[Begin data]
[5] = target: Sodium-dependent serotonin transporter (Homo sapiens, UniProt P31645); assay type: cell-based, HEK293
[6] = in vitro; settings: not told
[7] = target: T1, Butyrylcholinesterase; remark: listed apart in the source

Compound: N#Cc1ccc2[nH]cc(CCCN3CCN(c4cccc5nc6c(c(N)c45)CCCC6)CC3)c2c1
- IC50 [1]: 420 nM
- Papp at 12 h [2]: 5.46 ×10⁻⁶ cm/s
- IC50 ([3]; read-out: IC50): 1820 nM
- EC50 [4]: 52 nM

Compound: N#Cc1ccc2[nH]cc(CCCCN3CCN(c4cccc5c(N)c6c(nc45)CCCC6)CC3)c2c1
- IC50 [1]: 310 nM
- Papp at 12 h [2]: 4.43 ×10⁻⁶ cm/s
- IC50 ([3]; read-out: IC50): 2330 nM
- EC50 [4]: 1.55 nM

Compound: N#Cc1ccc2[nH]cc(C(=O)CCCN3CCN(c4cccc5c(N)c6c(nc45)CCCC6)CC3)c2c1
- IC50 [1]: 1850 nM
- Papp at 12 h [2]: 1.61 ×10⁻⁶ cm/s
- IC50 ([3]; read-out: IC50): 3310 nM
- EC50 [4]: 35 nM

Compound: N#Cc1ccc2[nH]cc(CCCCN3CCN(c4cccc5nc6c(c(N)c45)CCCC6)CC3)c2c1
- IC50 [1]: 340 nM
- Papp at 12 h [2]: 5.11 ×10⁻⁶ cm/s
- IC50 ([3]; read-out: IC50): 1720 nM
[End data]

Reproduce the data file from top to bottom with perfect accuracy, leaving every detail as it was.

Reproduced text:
[5] = target: Sodium-dependent serotonin transporter (Homo sapiens, UniProt P31645); assay type: cell-based, HEK293
[6] = in vitro; settings: not told
[7] = target: T1, Butyrylcholinesterase; remark: listed apart in the source

Compound: N#Cc1ccc2[nH]cc(CCCN3CCN(c4cccc5nc6c(c(N)c45)CCCC6)CC3)c2c1
- IC50 [1]: 420 nM
- Papp at 12 h [2]: 5.46 ×10⁻⁶ cm/s
- IC50 ([3]; read-out: IC50): 1820 nM
- EC50 [4]: 52 nM

Compound: N#Cc1ccc2[nH]cc(CCCCN3CCN(c4cccc5c(N)c6c(nc45)CCCC6)CC3)c2c1
- IC50 [1]: 310 nM
- Papp at 12 h [2]: 4.43 ×10⁻⁶ cm/s
- IC50 ([3]; read-out: IC50): 2330 nM
- EC50 [4]: 1.55 nM

Compound: N#Cc1ccc2[nH]cc(C(=O)CCCN3CCN(c4cccc5c(N)c6c(nc45)CCCC6)CC3)c2c1
- IC50 [1]: 1850 nM
- Papp at 12 h [2]: 1.61 ×10⁻⁶ cm/s
- IC50 ([3]; read-out: IC50): 3310 nM
- EC50 [4]: 35 nM

Compound: N#Cc1ccc2[nH]cc(CCCCN3CCN(c4cccc5nc6c(c(N)c45)CCCC6)CC3)c2c1
- IC50 [1]: 340 nM
- Papp at 12 h [2]: 5.11 ×10⁻⁶ cm/s
- IC50 ([3]; read-out: IC50): 1720 nM